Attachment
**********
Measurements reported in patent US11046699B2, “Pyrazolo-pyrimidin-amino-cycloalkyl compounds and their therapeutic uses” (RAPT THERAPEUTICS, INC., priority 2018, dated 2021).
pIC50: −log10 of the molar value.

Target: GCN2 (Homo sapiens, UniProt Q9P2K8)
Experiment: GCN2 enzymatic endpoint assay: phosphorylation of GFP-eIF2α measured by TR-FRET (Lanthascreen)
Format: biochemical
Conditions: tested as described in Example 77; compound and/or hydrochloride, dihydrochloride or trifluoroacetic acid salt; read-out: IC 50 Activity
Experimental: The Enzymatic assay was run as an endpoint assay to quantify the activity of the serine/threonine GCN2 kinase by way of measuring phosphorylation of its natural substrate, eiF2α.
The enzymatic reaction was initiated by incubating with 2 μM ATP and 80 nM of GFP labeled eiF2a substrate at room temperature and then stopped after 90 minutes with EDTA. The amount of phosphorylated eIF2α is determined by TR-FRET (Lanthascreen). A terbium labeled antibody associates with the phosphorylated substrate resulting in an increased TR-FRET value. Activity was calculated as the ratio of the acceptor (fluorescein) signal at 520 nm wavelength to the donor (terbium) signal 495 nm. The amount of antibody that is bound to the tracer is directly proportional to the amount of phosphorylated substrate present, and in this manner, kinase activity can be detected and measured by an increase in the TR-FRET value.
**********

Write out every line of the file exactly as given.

Measurements reported in patent US11046699B2, “Pyrazolo-pyrimidin-amino-cycloalkyl compounds and their therapeutic uses” (RAPT THERAPEUTICS, INC., priority 2018, dated 2021).
pIC50: −log10 of the molar value.

Target: GCN2 (Homo sapiens, UniProt Q9P2K8)
Experiment: GCN2 enzymatic endpoint assay: phosphorylation of GFP-eIF2α measured by TR-FRET (Lanthascreen)
Format: biochemical
Conditions: tested as described in Example 77; compound and/or hydrochloride, dihydrochloride or trifluoroacetic acid salt; read-out: IC 50 Activity
Experimental: The Enzymatic assay was run as an endpoint assay to quantify the activity of the serine/threonine GCN2 kinase by way of measuring phosphorylation of its natural substrate, eiF2α.
The enzymatic reaction was initiated by incubating with 2 μM ATP and 80 nM of GFP labeled eiF2a substrate at room temperature and then stopped after 90 minutes with EDTA. The amount of phosphorylated eIF2α is determined by TR-FRET (Lanthascreen). A terbium labeled antibody associates with the phosphorylated substrate resulting in an increased TR-FRET value. Activity was calculated as the ratio of the acceptor (fluorescein) signal at 520 nm wavelength to the donor (terbium) signal 495 nm. The amount of antibody that is bound to the tracer is directly proportional to the amount of phosphorylated substrate present, and in this manner, kinase activity can be detected and measured by an increase in the TR-FRET value.